Oh! and before you start getting all PC at me, tut-tuting about my use of the word “discovery”, let me reassure you that discovery is essentially a European activity. Peoples have been wandering all over the world being the first to do something, or go somewhere, probably as long as there have been people, however it is a purely European weirdness to then go around claiming that you did it first and that your dad can beat up the other guy’s dad. Note, for example, that the most important act in the claim that Columbus discovered America was the printing and wide dissemination of a letter claiming that he’d done it and that his dad could beat up anyone else’s dad. And poor Richard Amerike missed out because the Bristol merchants didn’t print and widely disseminate anything claiming that they had ever done anything nor that their dads could beat up anyone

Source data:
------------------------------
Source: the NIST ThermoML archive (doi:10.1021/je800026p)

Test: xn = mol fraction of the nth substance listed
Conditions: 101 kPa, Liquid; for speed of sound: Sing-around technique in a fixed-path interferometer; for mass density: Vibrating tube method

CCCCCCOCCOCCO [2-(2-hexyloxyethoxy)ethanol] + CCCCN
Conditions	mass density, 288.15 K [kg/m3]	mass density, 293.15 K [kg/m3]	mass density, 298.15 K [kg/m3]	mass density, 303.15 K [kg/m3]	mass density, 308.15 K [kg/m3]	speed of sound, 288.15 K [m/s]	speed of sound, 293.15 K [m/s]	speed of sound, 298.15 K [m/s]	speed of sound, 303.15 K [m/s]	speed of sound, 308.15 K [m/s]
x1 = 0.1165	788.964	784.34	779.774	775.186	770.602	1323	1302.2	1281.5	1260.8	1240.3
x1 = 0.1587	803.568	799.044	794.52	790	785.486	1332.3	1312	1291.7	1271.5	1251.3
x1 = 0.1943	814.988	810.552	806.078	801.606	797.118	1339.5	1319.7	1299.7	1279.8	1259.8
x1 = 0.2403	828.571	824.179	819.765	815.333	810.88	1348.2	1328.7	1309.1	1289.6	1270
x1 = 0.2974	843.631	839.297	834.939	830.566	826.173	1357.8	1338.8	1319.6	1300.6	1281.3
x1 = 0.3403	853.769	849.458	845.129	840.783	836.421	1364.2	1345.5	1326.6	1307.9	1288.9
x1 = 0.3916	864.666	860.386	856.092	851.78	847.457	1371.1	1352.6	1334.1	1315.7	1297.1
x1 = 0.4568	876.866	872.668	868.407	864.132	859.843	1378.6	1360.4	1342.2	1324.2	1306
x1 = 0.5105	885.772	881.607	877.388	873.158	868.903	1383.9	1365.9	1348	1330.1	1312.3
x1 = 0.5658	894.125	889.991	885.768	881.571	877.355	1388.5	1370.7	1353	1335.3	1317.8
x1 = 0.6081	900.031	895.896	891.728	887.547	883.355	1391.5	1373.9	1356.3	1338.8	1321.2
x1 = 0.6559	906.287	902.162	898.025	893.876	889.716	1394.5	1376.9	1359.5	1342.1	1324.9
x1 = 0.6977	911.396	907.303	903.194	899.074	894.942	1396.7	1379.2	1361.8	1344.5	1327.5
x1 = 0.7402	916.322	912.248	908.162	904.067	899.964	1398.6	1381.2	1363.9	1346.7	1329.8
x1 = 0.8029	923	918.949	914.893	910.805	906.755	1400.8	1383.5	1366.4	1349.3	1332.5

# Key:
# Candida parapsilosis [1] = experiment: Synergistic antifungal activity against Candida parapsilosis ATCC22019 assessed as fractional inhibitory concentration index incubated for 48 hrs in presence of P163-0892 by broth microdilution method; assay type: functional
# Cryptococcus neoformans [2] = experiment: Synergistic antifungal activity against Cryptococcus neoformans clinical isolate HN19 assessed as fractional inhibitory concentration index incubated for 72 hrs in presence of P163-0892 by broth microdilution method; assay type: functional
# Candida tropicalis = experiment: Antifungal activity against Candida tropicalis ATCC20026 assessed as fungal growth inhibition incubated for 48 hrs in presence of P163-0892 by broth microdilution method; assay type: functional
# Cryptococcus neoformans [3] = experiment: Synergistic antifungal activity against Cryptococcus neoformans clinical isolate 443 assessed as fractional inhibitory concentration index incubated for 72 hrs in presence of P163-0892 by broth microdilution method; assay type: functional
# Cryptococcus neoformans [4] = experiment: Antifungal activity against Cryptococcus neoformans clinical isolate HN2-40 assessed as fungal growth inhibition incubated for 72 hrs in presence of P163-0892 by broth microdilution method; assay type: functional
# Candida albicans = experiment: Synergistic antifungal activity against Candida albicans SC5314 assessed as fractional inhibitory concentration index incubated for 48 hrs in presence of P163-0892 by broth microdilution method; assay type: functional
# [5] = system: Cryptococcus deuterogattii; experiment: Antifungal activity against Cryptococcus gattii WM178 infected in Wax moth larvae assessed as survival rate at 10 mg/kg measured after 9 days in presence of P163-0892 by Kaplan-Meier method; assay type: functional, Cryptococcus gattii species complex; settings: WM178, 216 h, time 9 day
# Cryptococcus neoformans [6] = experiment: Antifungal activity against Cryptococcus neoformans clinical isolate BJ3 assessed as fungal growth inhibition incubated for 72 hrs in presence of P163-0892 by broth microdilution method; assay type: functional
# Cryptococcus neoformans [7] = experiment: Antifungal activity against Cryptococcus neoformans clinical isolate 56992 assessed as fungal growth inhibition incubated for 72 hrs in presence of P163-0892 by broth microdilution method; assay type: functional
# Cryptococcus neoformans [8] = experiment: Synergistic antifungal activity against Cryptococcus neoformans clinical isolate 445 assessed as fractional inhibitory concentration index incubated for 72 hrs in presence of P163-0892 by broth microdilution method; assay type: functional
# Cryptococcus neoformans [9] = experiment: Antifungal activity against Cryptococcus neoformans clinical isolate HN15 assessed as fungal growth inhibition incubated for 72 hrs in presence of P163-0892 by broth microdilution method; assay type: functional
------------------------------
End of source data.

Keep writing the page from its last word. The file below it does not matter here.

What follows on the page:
10. KG says

    Rob Grigjanis@1,

    Coincidentally, I’ve just been reading a book on the discovery of Richard III’s remains (under a car park in Leicester), and that mnemonic kept popping into my head -- but I couldn’t recall what it was a mnemonic for! However, in the course of reading the book, I did discover that Richard III was never “Richard of York” -- he was Duke of Gloucester before he became King of England, but, unlike his dad, never Duke of York.